Knight, death and devil, one of the three master copperplate engravings of the great Albrecht Dürer. The knight on horseback, accompanied by man's best friend, the dog. Next to him the death, with hour glass ("Your time has also passed soon.") Behind the knight the horned devil (who always accompanies him?). In the version shown above with giraffes as protagonists, the long necks had to be organized in the picture, which shifts the overall composition.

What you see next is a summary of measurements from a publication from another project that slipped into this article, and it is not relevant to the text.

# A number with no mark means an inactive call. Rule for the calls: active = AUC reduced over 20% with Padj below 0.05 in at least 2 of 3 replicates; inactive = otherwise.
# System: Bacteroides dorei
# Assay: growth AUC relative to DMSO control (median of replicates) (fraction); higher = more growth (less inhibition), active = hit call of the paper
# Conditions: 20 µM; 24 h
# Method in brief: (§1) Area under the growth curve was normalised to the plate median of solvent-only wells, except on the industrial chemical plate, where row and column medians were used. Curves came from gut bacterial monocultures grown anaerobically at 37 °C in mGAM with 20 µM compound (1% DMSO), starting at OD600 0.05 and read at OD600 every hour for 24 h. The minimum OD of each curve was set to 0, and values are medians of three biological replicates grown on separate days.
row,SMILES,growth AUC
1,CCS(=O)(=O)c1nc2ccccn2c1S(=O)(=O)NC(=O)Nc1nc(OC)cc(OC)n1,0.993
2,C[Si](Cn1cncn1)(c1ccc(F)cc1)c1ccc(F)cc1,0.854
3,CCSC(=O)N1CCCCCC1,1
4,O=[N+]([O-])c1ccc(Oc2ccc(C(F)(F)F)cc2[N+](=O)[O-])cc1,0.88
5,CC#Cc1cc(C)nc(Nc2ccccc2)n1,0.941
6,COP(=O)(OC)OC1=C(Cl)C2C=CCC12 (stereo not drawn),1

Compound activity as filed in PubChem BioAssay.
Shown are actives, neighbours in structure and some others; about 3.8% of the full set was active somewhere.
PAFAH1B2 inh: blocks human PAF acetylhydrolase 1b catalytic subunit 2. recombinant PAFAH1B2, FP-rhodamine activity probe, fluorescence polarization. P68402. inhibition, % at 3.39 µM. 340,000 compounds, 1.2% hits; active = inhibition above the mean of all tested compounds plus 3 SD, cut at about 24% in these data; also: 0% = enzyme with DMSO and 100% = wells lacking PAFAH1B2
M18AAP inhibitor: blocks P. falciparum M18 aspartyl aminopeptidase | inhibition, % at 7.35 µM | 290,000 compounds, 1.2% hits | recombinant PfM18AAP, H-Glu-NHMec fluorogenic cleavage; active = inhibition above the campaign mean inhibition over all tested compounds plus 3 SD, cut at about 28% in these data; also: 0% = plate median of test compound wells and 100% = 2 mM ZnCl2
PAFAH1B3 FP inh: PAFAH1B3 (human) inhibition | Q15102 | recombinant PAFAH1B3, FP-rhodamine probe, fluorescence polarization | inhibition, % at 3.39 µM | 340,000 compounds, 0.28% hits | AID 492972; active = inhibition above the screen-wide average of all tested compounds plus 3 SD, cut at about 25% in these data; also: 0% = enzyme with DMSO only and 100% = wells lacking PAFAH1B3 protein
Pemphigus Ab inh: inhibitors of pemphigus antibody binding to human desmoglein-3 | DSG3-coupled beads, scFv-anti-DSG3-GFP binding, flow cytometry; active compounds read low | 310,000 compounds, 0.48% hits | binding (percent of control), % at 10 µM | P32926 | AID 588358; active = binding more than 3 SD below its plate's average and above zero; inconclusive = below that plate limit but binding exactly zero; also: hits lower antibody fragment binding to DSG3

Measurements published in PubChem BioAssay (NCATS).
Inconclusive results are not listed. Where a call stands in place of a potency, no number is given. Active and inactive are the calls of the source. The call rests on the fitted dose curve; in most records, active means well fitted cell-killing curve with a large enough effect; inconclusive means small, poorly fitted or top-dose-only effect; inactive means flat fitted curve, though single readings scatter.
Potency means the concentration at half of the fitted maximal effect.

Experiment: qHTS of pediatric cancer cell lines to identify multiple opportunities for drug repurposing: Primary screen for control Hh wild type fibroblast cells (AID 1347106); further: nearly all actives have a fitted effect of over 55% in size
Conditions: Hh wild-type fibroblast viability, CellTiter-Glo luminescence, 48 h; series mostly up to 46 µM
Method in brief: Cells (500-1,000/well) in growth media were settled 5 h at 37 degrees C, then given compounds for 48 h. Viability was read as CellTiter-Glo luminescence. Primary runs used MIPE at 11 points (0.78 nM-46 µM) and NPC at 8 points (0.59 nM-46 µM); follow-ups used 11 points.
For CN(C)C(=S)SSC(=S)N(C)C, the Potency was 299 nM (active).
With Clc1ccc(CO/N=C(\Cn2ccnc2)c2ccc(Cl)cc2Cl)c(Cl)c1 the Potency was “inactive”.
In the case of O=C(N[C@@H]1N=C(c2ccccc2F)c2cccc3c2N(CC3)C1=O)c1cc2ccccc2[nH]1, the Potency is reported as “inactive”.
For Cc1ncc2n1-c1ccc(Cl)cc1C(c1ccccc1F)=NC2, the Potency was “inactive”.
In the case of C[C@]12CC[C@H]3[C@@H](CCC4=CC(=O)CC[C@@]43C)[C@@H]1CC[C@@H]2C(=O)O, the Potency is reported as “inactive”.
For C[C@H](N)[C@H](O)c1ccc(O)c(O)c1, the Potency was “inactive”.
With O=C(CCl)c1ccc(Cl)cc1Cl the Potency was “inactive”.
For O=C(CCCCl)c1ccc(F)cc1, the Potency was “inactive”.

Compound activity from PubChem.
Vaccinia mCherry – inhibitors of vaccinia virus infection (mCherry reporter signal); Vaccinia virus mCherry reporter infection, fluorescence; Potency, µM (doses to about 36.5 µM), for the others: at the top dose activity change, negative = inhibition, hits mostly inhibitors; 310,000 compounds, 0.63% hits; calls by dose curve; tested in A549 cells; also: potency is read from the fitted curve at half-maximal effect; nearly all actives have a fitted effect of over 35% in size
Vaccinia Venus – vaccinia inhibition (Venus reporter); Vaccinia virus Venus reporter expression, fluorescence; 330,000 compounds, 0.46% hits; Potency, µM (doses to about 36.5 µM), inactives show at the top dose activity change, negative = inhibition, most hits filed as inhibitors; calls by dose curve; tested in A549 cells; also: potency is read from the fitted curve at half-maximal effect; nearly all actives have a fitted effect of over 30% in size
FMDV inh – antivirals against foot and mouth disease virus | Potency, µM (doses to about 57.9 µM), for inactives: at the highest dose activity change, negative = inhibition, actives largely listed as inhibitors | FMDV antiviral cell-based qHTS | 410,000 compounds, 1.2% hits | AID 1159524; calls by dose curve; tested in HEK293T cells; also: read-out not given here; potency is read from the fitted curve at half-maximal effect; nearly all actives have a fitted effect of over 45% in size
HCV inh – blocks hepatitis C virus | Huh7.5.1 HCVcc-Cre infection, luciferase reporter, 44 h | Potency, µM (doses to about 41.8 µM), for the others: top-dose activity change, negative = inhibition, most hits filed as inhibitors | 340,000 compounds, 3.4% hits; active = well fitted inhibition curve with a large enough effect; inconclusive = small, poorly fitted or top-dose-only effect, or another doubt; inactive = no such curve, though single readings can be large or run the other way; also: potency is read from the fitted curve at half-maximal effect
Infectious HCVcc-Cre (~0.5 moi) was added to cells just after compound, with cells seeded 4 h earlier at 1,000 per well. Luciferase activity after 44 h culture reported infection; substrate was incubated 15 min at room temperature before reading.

Another masterpiece by Dürer.
Most of the nobles of the Middle Ages were not knights. For financial and family reasons, many preferred to remain noble servants (lat. Armigeri, "shield bearers") and thus knight-born and armed warriors throughout their lives. Also with high noblemen the knighthood was by no means self-evident. Sometimes it was bought against payment of a considerable sum. Especially at tournaments there was a strict distinction between knights and noble servants. For example, knights with three horses were allowed to appear on the tournament grounds, servants were only allowed two. Before great battles, many feudal lords tried to strengthen the fighting morale of their troops by including a large number of these noble servants in their knighthood.